Covid-19 in Mayotte

French island of Mayotte goes into full lockdown as Covid infections soar

Restaurants closed in the covered market in Mamoudzou in Mayotte
Restaurants closed in the covered market in Mamoudzou in Mayotte AFP - ALI AL-DAHER

The French island of Mayotte in the Indian ocean begins a three-week full lockdown on Friday evening to try and roll back its spiralling health crisis, but a local MP says it will not be enough.


Mayotte, a French archipelago off the coast of Mozambique, has seen a dramatic surge in Covid-19 cases since the beginning of this year. With just 50 cases recorded on 1 January 2021, the island is now grappling with 440 cases for 100,000 inhabitants.

As announced by Prime Minister Jean Castex on Thursday, the island will go into lockdown on 6pm Friday for at least three weeks. Unlike mainland France, all schools will be closed.

Given the infection rate, lockdown was “the solution” said Ramlati Ali, a local MP with the ruling LREM party.

“The pressure on the island’s hospital has become unacceptable,” she told France Info public radio. “We have 16 intensive care beds and 12 are taken up with Covid cases. One of the solutions to reduce the pressure of infection is to lockdown.”

At least two variants of the virus have been recorded in Mayotte, with 78 cases of the South African variant.

“We don’t have the means to deal with this,” said Dhoifiri Darmi, secretary general with the hospital’s FO trade union. “The staff are exhausted, especially the ones in intensive car and A&E, we don’t have enough staff.”

Staff shortages

The crisis is indeed exacerbated by staffing shortages. With a population of 270,000, the archipelago's only hospital is struggling to keep pace with the virus. The pneumology department lacks equipment and patients with serious pulmonary problems are having to be evacuated to neighbouring Reunion island.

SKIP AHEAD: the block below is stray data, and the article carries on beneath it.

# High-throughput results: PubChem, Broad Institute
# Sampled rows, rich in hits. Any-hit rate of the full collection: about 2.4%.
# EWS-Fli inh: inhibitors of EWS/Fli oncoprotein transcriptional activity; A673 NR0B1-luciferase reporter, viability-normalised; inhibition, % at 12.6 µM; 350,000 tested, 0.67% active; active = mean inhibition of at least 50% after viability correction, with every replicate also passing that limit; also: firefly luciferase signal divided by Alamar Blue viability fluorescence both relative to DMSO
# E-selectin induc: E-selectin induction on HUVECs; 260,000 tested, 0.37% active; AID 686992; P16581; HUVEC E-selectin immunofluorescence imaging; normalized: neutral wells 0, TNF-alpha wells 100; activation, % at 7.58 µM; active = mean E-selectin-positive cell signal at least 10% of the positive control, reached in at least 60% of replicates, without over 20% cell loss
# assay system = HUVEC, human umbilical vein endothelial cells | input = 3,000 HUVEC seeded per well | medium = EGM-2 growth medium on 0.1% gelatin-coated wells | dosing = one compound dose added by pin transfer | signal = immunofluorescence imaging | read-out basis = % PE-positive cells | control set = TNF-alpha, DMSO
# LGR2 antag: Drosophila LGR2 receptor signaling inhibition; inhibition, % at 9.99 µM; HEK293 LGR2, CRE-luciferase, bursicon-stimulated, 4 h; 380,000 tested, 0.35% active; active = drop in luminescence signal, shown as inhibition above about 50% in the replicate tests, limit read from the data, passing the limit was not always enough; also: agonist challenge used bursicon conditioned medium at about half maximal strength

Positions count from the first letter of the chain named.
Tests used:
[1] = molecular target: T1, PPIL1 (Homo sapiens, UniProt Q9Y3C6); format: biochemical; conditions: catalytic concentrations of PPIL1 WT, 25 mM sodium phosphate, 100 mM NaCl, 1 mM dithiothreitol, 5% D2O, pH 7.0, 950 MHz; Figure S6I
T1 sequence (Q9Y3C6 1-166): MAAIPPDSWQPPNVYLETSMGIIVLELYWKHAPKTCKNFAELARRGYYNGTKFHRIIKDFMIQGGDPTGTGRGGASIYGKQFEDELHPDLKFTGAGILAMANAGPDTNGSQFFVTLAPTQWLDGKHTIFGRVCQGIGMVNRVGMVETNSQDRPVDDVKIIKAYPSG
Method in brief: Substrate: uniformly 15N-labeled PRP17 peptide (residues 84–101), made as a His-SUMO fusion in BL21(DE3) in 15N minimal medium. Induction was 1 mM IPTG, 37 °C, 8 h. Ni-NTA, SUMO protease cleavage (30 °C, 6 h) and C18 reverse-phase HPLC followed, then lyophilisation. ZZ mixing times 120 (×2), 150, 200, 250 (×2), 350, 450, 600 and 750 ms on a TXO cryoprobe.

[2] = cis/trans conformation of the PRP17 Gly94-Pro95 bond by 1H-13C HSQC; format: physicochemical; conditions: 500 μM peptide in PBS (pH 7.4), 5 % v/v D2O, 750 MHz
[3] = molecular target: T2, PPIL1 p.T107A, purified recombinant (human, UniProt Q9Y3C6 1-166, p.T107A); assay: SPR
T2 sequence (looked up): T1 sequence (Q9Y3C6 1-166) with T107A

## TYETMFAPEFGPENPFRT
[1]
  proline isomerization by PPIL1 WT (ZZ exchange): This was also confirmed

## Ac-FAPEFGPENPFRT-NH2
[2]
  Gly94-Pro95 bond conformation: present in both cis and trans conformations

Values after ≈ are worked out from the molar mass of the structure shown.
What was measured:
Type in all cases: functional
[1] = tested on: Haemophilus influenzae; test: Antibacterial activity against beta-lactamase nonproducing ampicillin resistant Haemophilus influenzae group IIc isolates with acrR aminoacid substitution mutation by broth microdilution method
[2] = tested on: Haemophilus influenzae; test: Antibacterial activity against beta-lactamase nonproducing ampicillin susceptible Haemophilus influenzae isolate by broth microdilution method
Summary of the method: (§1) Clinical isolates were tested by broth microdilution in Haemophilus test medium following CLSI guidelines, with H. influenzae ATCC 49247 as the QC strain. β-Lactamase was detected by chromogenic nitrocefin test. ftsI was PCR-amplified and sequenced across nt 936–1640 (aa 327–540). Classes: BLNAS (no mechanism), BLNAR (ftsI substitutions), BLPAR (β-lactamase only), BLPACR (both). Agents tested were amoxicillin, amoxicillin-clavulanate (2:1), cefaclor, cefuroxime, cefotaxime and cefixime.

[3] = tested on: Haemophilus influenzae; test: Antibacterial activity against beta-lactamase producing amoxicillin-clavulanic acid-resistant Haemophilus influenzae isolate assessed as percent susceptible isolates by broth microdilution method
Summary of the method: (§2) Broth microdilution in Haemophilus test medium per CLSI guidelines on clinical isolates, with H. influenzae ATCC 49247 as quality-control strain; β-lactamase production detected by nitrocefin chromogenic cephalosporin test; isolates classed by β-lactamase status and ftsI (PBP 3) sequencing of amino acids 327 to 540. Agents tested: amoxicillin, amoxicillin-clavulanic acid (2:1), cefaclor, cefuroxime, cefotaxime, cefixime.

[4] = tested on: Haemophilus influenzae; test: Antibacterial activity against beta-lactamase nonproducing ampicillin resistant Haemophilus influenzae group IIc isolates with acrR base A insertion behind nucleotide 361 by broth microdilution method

“Staffing is a fundamental problem in Mayotte,” Darmi told France Info, “only 45 nurses are trained each year, which doesn’t correspond to the size of the population.”

The hospital has activated an emergency plan, cancelling non-essential treatment. “It will allow us to redeploy teams and given some of the nurses some breathing space,” Darmi told France Info.

Lockdown will not be enough

Mayotte is just 70kms away from the poor Comoros islands where the South African variant is circulating. Travel between Mayotte and the Comoros is restricted but people desperate to get treatment continue to enter Mayotte illegally.

“Everyone knows that our borders are what they are, that’s to say porous,” said Ramlati Ali. “People come and go between Mayotte and the other islands. We were expecting the South African variant to come, and it did. Lockdown alone will not be enough.”

Mayotte's prefect has announced that coastal and air surveillance will be boosted.

“If we manage to stop the flow of people coming from other islands, we will be able to stop what’s happening in our territories,” Ali said. “It could bring the desired results, maybe not immediately, but we hope that in the three weeks, to see a downward curve.

Social distancing is complicated for the 1,000 inhabitants of the  Karidjavendza slum in Kahani, Mayotte.
Social distancing is complicated for the 1,000 inhabitants of the Karidjavendza slum in Kahani, Mayotte. Faid SOUHAILI / AFP

Keen to get vaccinated

Mayotte now needs to speed up its vaccination programme, which only officially began on 25 January.

"We have lacked behind on vaccination," Ali admitted. It took Mayotte time to get the freezers necessary to be able to store the Pfizer BioNTech vaccine.

"So far 4,680 doses have arrived on the territory and 88 percent of those have been administered," she explained.

"I have alerted the government that we absolutely must get vaccinated quickly. People here are not as reticent as in mainland France. We’ve lived through many infectious diseases and vaccination. People understand what it means in terms of prevention.”

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